Most think Theresa May will not achieve her target to cut net migration to the “tens of thousands”
Support for visas for EU citizens working in high skilled jobs – but not the “barista visa”
If prices do increase from cutting immigration public split on whether that’s a price worth paying in order to reduce immigration
New polling by Ipsos MORI finds most Britons are pessimistic about Theresa May’s likelihood of success to hit her target to cut net migration to the “tens of thousands” in the next few years. Two in three (68%) say that it is either not at all likely or fairly unlikely that the Conservatives will be able to achieve this target while just 18% think that they will. Nevertheless, when it comes to deciding what a “sustainable” level of net migration should be only one in five (20%) think this is would be 100,000 or above (after being told that it currently stands at 273,000). Half (49%) think it should be 100,000 or less and 30% are unsure.
The public have different views on whether special visas should be offered to EU citizens for different jobs. When it comes to allowing special visas for certain worker types baristas were not amongst those which the public believe should be offered such as visa – one in three (33%) think they should while half (52%) think they shouldn’t. Other workers that the public evaluated if they should or shouldn’t be allowed a special visa include:
- Doctors: 81% think they should – 10% think they should not
- Nurses: 80% think they should – 11% think they should not
- Academics: 69% think they should – 17% think they should not
- Computer and software experts: 61% think they should – 26% think they should not
- Care home workers: 60% think they should – 27% think they should not
- Seasonal fruit and vegetable pickers: 56% think they should – 31% think they should not
- Restaurant and catering staff: 42% think they should – 44% think they should not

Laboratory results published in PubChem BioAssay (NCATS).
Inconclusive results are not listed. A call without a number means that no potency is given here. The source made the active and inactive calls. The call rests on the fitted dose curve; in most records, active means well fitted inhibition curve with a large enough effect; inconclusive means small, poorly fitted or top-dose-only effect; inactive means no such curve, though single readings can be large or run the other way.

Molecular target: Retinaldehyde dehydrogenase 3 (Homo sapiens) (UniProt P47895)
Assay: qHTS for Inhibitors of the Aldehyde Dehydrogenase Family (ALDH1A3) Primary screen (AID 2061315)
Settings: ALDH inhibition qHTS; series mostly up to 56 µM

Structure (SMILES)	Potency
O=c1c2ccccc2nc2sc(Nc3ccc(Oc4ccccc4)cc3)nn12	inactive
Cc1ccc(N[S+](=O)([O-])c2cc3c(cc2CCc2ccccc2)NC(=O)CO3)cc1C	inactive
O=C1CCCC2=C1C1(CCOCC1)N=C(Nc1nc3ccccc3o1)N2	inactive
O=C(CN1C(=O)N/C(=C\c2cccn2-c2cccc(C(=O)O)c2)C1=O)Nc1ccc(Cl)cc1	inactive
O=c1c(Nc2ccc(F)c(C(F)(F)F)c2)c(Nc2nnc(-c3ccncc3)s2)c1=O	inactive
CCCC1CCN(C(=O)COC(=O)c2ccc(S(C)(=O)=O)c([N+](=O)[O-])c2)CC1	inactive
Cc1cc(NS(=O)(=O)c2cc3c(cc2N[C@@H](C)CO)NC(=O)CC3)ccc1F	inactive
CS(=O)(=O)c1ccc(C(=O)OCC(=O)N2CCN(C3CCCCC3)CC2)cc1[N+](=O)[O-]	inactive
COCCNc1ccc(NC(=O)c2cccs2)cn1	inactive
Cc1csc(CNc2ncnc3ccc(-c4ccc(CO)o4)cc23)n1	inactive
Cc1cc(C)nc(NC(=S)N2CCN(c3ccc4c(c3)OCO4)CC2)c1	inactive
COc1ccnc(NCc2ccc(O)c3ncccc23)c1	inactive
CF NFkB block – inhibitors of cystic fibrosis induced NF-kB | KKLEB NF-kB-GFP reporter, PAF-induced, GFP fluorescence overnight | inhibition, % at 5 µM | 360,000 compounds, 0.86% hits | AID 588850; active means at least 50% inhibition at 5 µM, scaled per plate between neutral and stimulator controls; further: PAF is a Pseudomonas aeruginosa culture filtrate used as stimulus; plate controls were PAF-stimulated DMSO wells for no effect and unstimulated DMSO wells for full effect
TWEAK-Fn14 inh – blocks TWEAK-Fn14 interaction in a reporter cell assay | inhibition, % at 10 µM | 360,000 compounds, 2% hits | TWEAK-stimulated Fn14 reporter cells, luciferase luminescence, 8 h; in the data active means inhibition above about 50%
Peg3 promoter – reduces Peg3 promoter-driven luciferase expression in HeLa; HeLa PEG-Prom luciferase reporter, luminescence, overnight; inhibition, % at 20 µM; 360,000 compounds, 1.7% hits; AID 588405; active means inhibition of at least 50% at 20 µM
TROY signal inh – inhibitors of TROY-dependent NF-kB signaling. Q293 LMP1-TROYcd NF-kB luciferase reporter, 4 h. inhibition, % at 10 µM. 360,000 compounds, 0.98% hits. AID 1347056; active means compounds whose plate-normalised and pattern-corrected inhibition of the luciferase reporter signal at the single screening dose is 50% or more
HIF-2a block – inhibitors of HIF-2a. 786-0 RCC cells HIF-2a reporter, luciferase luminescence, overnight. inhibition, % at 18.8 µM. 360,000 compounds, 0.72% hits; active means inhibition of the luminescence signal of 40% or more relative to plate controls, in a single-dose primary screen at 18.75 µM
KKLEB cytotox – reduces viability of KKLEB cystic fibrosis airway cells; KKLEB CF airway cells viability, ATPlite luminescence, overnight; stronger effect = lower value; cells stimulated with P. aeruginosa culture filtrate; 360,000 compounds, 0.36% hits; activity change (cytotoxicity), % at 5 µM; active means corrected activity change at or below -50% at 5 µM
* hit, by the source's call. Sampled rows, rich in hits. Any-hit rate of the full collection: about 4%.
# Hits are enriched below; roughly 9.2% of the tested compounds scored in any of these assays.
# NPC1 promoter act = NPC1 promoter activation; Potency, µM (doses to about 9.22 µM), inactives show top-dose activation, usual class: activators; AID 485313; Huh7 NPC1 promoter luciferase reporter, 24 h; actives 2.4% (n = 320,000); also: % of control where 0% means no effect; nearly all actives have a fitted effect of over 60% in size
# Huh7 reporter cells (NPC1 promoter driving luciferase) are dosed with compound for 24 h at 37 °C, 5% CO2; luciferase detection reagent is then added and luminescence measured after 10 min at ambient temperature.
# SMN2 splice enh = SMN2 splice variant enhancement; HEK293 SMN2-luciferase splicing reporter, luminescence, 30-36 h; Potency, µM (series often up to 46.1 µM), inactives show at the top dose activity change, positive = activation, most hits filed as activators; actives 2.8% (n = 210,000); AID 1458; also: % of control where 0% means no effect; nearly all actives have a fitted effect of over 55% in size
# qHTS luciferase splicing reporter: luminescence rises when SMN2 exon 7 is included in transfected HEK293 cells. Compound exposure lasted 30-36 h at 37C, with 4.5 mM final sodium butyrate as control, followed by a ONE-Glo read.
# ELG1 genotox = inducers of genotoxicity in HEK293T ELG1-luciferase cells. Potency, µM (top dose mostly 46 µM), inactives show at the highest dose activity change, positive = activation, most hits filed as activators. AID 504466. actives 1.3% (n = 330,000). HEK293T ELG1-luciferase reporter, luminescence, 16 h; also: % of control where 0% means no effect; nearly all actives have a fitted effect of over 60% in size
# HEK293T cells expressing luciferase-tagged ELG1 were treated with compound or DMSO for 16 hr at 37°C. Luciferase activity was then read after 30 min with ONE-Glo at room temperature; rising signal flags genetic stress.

- Construction labourers: 46% think they should – 41% think they should not
- Bankers: 41% think they should – 45% think they should not
When it comes to the economic effect of reducing immigration one in three Britons (32%) think that it will cause prices on goods and services to be higher than they would be otherwise. Two in five (40%) however think that it would make no difference (6% think prices will decrease while 22% say they’re unsure). The public are more likely to think however that reducing immigration may have an effect on prices for goods and services within industries reliant on immigration, such as care homes, taxi cab fares and food prices. Forty-five percent think prices in these industries will be higher than they would otherwise while three in ten (30%) think it will make no difference.
If overall prices increase as a result of curbing immigration the public are split on whether this would be a price worth paying. Two in five (42%) say that if costs go up it would be a price worth paying to reduce immigration while 37% think it wouldn’t be a price worth paying because of the problems it would cause for businesses and consumers (21% don’t know).
Kully Kaur-Ballagan, head of race, faith and cohesion research at Ipsos MORI, said:
“Despite her commanding poll lead, Theresa May shows little sign of overturning the public’s long-held scepticism that immigration can be brought down to the ‘tens of thousands’. Our data also shows that, even though many are concerned about immigration, the public does differentiate between different types, while remain and leave voters are still divided in their views.”
Ipsos MORI interviewed 1,061 online British adults aged 18-75 between 26-28 April 2017. Interviews were carried out on Ipsos MORI’s i-Omnibus. Data are weighted to the profile to the profile of the national population.
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